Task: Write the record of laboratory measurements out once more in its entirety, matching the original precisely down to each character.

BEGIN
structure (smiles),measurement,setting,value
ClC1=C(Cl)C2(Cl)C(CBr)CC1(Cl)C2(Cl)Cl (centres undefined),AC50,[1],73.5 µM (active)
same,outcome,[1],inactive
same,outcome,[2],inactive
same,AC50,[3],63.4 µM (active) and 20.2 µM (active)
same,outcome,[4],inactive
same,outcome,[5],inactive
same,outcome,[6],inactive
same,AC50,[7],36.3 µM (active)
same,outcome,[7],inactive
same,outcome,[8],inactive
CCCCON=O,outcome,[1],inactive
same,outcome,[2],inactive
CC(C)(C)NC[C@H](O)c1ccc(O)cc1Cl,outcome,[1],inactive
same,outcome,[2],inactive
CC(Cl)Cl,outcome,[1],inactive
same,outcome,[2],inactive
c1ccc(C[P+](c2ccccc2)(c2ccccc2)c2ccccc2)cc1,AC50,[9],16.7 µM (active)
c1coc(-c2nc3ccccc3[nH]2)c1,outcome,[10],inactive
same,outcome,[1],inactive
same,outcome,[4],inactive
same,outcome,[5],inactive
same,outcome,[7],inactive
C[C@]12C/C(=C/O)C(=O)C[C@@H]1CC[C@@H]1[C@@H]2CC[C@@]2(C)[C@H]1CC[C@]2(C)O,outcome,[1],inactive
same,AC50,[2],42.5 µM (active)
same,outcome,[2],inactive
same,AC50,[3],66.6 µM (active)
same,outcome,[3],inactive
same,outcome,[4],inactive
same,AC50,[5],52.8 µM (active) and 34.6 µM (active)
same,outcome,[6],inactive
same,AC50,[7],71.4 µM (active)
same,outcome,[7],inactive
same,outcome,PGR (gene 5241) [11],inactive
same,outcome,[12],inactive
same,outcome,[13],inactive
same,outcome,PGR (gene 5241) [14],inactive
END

structure (smiles),measurement,setting,value
ClC1=C(Cl)C2(Cl)C(CBr)CC1(Cl)C2(Cl)Cl (centres undefined),AC50,[1],73.5 µM (active)
same,outcome,[1],inactive
same,outcome,[2],inactive
same,AC50,[3],63.4 µM (active) and 20.2 µM (active)
same,outcome,[4],inactive
same,outcome,[5],inactive
same,outcome,[6],inactive
same,AC50,[7],36.3 µM (active)
same,outcome,[7],inactive
same,outcome,[8],inactive
CCCCON=O,outcome,[1],inactive
same,outcome,[2],inactive
CC(C)(C)NC[C@H](O)c1ccc(O)cc1Cl,outcome,[1],inactive
same,outcome,[2],inactive
CC(Cl)Cl,outcome,[1],inactive
same,outcome,[2],inactive
c1ccc(C[P+](c2ccccc2)(c2ccccc2)c2ccccc2)cc1,AC50,[9],16.7 µM (active)
c1coc(-c2nc3ccccc3[nH]2)c1,outcome,[10],inactive
same,outcome,[1],inactive
same,outcome,[4],inactive
same,outcome,[5],inactive
same,outcome,[7],inactive
C[C@]12C/C(=C/O)C(=O)C[C@@H]1CC[C@@H]1[C@@H]2CC[C@@]2(C)[C@H]1CC[C@]2(C)O,outcome,[1],inactive
same,AC50,[2],42.5 µM (active)
same,outcome,[2],inactive
same,AC50,[3],66.6 µM (active)
same,outcome,[3],inactive
same,outcome,[4],inactive
same,AC50,[5],52.8 µM (active) and 34.6 µM (active)
same,outcome,[6],inactive
same,AC50,[7],71.4 µM (active)
same,outcome,[7],inactive
same,outcome,PGR (gene 5241) [11],inactive
same,outcome,[12],inactive
same,outcome,[13],inactive
same,outcome,PGR (gene 5241) [14],inactive